To list its securities on the NYSE American, a company is required to meet: (a) certain initial quantitative and qualitative requirements and (b) certain continuing quantitative and qualitative requirements. Unlike Nasdaq, the NYSE American does not exclude restricted securities from its liquidity standards, including round lot shareholders, market value of publicly held shares or total shares outstanding.
The following chart is copied from the NYSE website.
|Criteria||Standard 1||Standard 2||Standard 3||Standard 4a||Standard 4b|
|Market capitalization||N/A||N/A||$50 million||$75 million
|Total assets and total revenues||N/A||N/A||N/A||N/A||$75 million in total assets
and $75 million in revenues(1)
|Market value of public float(2)||$3 million||$15 million||$15 million||$20 million||$20 million|
|Operating History||N/A||2 years||N/A||N/A||N/A|
|Shareholders’ Equity||$4 million||$4 million||$4 million||N/A||N/A|
|Public shareholders/Public float (shares)(2)||Option 1: 800/500,000
Option 2: 400/1,000,000
Option 3: 400/500,000(3)
|Listing Fee||$5,000 application fee and annual fee of either $50,000 or $75,000 depending on number of shares|
|Total IPO Expense||Approximately $750,000 – Includes legal, accounting, audit, underwriter expense reimbursement, SEC filing fee, road show expenses, EDGAR fees, NYSE listing fee, FINRA filing fee and DTC eligibility. Does not include underwriter commission/discount.|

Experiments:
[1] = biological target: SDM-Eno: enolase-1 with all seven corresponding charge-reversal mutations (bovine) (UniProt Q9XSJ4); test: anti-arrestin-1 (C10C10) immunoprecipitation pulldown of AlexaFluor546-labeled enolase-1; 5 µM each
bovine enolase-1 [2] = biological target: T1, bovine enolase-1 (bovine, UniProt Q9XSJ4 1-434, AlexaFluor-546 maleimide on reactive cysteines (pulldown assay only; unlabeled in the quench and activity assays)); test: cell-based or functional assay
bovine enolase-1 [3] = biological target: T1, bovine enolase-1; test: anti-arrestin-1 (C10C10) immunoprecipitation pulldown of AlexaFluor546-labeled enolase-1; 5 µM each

(1) Required in the latest fiscal year, or two of the three most recent fiscal years.
(2) Public shareholders and public float do not include shareholders or shares held directly or indirectly by any officer, director, controlling shareholder or other concentrated (i.e., 10 percent or greater), affiliated or family holdings.
(3) Option 3 requires a daily trading volume of at least 2,000 shares during the six months prior to listing.
Companies must meet the following corporate governance standards:
|Corporate Governance Requirement||Description|
|Distribution of Annual or Interim Reports||The company must make its annual and interim reports available to shareholders, either by mail or electronically through the company’s website.|
|The Exchange has various requirements regarding a company’s independent directors and audit committee. Although generally the company’s board of directors is required to have a majority of independent directors, there are several exceptions, such as for a controlled company or foreign private issuers.
For a review of the new Nasdaq board diversity rules, see https://securities-law-blog.com/2021/09/07/sec-approves-nasdaq-board-diversity-rule/?hilite=%27nasdaq%27.
For a review of Nasdaq board independence standards, see – https://securities-law-blog.com/2019/12/03/nasdaq-board-independence-standards/?hilite=%27nasdaq%27.
For a review of the NYSE American board independence standards, see – https://securities-law-blog.com/2020/01/14/nyse-american-board-independence-standards/?hilite=%27independence%27%2C%27standards%27
|The company is required to have an audit committee consisting solely of independent directors who also satisfy the requirements of SEC Rule 10A-3 and who can read and understand fundamental financial statements. The audit committee must have at least three members. One member of the audit committee must have experience that results in the individual’s financial sophistication.
For a drill down on Nasdaq audit committee requirements, see – https://securities-law-blog.com/2019/12/17/drill-down-on-nasdaq-audit-committee-requirements/?hilite=%27nasdaq%27.